Globular clusters (like M2, shown here) are balls of 10s to 100s of thousands of stars that orbit our Galaxy as well as other galaxies. Generally they are made up of older lower metal stars. We don't have a good idea on how they form or where they come from.

At the end of their lives stars greater than 8 times the mass of the Sun explode in a supernova. Pictured is the Crab Nebula, a remnant of a supernova witnessed in 1054. In the centre of the nebula is a rapidly spinning neutron star called a pulsar, the remnant of the star.

Jupiter and its 4 large moons. These moons are easily observed through a pair of binoculars and if you watch them night after night you can see them orbit Jupiter.

This is a composite image since to see the moons Jupiter has to be over exposed.

M103 is an open cluster in the constellation of Cassiopeia. As an open cluster, M103 is a collection of young stars that have left the nebula that they were formed in and are now starting to disperse into the galaxy.

Reprocess of data. First image is an HDR merge in photoshop of the two other images of M51. The other two images are the same data at different screen stretches.

Though many astronomical images are quite stunning, they can also be kind of underwhelming, especially if taken for scientific reasons. Here's a colour image of the PN NGC6058 made from science images. I've included a crop so you can find it.

Using filters that only see in specific spectrum lines allow us to see where specific elements are located in space. Here is the Horsehead Nebula as seen without a filter, filtered for the light of hydrogen, then sulphur, and then oxygen.

M42 - the Great Nebula in Orion is an easy to find star formation region in the constellation of Orion. Seen here in oxygen, hydrogen, and sulphur light, it is an easy object to find in binoculars and worth the look in binoculars or any telescope.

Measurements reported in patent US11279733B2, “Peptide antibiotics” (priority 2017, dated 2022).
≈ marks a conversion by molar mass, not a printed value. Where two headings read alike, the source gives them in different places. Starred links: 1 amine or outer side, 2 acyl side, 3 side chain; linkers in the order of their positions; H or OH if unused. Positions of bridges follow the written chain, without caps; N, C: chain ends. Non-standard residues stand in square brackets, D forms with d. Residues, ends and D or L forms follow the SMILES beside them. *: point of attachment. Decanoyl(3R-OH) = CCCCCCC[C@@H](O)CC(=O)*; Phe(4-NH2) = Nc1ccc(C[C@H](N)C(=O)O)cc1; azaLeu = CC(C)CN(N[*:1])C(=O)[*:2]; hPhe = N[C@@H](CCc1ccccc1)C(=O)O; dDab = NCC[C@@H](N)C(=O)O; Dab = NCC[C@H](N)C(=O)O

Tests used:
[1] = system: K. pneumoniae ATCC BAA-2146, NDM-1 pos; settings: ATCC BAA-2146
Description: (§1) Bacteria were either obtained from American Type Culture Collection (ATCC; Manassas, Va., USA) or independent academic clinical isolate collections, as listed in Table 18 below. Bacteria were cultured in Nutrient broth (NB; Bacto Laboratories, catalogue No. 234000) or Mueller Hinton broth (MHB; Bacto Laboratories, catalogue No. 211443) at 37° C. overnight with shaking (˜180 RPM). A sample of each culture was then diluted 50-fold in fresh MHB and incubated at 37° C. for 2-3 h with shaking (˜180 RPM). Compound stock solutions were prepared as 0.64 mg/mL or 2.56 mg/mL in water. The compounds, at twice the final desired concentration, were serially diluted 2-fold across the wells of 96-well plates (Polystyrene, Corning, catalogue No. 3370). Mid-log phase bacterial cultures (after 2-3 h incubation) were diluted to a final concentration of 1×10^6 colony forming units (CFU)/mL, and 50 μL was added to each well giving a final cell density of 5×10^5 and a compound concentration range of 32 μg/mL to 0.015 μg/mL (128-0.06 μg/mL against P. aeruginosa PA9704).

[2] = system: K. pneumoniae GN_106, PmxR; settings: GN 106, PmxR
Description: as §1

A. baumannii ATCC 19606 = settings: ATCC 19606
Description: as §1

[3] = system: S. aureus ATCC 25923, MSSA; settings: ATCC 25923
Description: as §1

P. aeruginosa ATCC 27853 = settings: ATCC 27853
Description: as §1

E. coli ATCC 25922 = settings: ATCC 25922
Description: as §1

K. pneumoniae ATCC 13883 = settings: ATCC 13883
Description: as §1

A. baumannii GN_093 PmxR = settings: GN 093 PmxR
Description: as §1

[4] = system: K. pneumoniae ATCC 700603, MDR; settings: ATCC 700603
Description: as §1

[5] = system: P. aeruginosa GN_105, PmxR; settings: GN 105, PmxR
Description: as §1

New 3D printed Bahtinov mask vs my previous arts and crafts hand made one...

Here is a photo of part of the Virgo cluster of galaxies. Our own Galaxy and associated Local Group are also associated with this cluster being part of the Virgo super cluster, of which the Virgo cluster is more or less the centre. (Image from Rothney Astrophysical Observatory Baker Nunn Telescope)

In this image of the Virgo galaxy cluster taken with the Rothney Astrophysical Observatory Baker Nunn telescope you can see two satellite tracks on the right side. This is why astronomers aren't enamoured with Elon Musk and his 12000+ dots of light pollution...

M63 is a type of spiral galaxy known as a flocculent spiral as it doesn't have well defined spiral arms. Located about 30 Mly away from us in the constellation Canes Venatici and was first observed in 1779. It is commonly called the Sunflower Galaxy.

So to do the filtering we had to filter the entire aperture of the telescope. Glass filters in half-metre size would be prohibitively expensive so we used a low cost alternative. We used half-metre sheets of red, green and blue theatrical gels to do the filtering.

Last Wednesday's astrotoot image if the N. America nebula has an interesting provenance. Taken with the 0.5m RAO Baker-Nunn telescope it shouldn't be in colour as the BN doesn't have the ability to have a filter put in front of the imager.
Colour images of space are usually 3 pictures, taken through different colour filters and then combined to make a colour image. Since the Baker-Nunn was originally designed to track Soviet satellites, it was never designed to take filtered images.

The North America and Pelican nebulae are actually the same cloud of hydrogen gas. Their shape and separation are caused by a cloud of dark dust between us and the emission nebula.

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